In his first day as de facto Republican Presidential nominee, Mitt Romney came to Hartford to tout his business credentials and woo female voters. It is a classic trick of the campaign trail to make a decent-sized crowd look huge by cramming them into a tiny space and it worked well on Wednesday. Staged in the biggest room of a small print shop, people — including plenty of well-placed ladies — were virtually hanging from the rafters to get a glimpse of the potential president.
Though the Romney event certainly looked good on television, it is hard not to compare it to some of the images that emerged from President Barack Obama’s event at Florida Atlantic University on Tuesday. In that case, a 5,000-seat arena was filled to the brim with people watching the 44th President of the United States campaign for
re-election his policy agenda.
The size of the room matters less when you challenge a sitting President of the United States because the stage is huge. It will take more than looking good on television to win; Romney needs to fill arenas full of people and then use his skills to blow the roof off the place with enthusiasm for his candidacy.
It won’t be easy but he has to do it because he is now engaged in hand-to-hand rhetorical combat with the President, an incredibly financed Obama campaign team, and the host of likely and unlikely combatants that will rise to join the fray.
One such unlikely combatant popped up in advance of the Romney visit. Andrew Doba, the governor’s communications director, offered this pithy tweet about an hour before the former Massachusetts Governor was meant to take the stage:
Wondering which Cadillac @MittRomney drove down from Boston today??? #RomneyinCT #ctpolitics
The interjection again raises the question about what is going on amongst the “Malloyalists.” Though they’ve been dismissive every time the question has come up about presidential and/or other higher political aspirations, they also keep doing things that provoke the question.
Not long after he was inaugurated, Malloy appeared on MSNBC’s popular Morning Joe program to pick a very public fight with New Jersey Gov. Chris Christie, saying, “Hopefully I take a slightly more intellectual approach to this discussion than Governor Christie has demonstrated.”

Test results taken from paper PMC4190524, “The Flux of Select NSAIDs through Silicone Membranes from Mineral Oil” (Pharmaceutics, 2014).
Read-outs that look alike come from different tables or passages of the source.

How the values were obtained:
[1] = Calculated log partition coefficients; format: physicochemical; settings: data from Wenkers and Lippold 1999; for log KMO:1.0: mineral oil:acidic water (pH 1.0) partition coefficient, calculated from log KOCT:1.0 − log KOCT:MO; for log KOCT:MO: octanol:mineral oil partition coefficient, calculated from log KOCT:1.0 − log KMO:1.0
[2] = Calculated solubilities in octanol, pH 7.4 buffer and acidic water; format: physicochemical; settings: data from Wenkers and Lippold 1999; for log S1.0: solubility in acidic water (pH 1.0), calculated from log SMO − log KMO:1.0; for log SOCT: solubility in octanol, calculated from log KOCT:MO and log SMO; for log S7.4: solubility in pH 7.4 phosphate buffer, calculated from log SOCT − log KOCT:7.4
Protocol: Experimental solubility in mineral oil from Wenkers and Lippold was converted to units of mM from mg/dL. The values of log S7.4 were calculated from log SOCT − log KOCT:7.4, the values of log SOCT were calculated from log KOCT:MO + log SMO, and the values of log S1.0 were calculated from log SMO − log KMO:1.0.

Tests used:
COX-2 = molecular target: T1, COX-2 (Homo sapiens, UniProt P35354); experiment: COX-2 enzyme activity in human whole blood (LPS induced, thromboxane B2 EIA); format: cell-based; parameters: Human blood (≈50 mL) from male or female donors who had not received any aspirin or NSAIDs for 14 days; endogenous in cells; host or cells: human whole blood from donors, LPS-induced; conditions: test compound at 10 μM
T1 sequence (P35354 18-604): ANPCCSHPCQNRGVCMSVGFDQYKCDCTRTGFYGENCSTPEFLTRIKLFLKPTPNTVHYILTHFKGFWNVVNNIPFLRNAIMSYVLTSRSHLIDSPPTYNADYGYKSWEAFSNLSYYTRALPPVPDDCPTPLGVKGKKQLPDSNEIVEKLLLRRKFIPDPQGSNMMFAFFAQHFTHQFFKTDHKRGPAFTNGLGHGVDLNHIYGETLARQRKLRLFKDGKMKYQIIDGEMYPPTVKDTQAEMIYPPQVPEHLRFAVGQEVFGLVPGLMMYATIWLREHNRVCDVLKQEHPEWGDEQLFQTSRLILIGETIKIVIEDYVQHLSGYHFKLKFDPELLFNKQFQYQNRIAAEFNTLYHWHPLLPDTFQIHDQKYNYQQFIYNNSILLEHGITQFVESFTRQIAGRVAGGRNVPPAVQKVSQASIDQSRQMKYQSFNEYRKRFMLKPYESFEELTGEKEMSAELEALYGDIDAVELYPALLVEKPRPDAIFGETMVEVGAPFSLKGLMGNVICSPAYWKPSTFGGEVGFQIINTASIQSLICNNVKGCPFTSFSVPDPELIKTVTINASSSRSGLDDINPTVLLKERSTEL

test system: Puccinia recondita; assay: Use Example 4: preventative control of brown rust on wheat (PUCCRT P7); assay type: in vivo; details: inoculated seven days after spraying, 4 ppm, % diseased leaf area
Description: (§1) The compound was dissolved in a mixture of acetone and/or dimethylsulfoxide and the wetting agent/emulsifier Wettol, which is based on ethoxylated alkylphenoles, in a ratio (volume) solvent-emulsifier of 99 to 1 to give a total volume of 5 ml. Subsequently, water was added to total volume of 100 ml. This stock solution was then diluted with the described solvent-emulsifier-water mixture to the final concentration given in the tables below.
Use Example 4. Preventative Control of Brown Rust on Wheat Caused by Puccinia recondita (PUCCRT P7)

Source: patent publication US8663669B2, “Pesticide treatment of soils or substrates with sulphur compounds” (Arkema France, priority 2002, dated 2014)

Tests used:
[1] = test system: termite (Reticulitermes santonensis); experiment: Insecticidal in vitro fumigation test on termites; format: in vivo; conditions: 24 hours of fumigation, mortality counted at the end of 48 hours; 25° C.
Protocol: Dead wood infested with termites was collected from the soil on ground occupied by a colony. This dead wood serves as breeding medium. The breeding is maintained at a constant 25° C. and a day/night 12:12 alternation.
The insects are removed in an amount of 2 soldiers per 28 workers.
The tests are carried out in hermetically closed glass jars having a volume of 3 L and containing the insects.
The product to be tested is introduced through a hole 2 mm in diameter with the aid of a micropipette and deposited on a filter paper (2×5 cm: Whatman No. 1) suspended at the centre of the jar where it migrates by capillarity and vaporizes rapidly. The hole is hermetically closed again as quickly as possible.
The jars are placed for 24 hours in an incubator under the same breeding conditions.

In the wake of Ted Mann’s twenty-part epic chronicling Gov. Malloy’s first year in office, some bloggers couldn’t help but note the connotation of learning everything there ever was to possibly know about Dannel P. Malloy except his shoe size: “Come 2016, the Democrats will be looking for a new hero. Who better than a man who overcame a learning disability, teasing, with roots in a small state? A man who looked the unions in the eye and told them to “get real”? Why look at our hero: He bleeds red, white and blue for the middle class. Dannel for President. Yoo hoo!”
Indeed, the smoke signals seem to grow more frequent as time progresses. Commentator Patrick Scully paid heed in January after Malloy’s reaction to the current president’s State of the Union address: “. . . it puts Malloy on same stand as the president — not the same office — but certainly pointing out Obama and Malloy agree on a vision. As someone who used to write these statements, I would have questioned the wording; unless of course, that’s where the boss is heading.”
Fellow CTNJ contributor Terry Cowgill hit on the same theme when Gov. Malloy was clearly prepared to take a shot at Gov. Romney in the early hours of the Health & Human Services religious freedom/contraceptives controversy: “Monday on Morning Joe, Malloy looked decidedly less impressive than he did last summer when he attacked [Ron] Paul in the wake of a hurricane that devastated Connecticut. This week, Malloy looked sort of like Christie sometimes does — a partisan hack sent out by party superiors to go after its enemies and defend its most controversial policies.”
Mr. Doba’s Twitter account is, of course, his own and he’s entitled to his own opinions as his page clearly notes. One could as easily assume that the governor’s communications director offered the comment in an off-handed moment of pique. But he certainly knows his audience. That makes it much more likely that the effort to involve Dan Malloy in Presidential politics is just starting.
Heath W. Fahle is the Policy Director of the Yankee Institute for Public Policy and a former Executive Director of the Connecticut Republican Party. Contact Heath about this article by visiting www.heathwfahle.com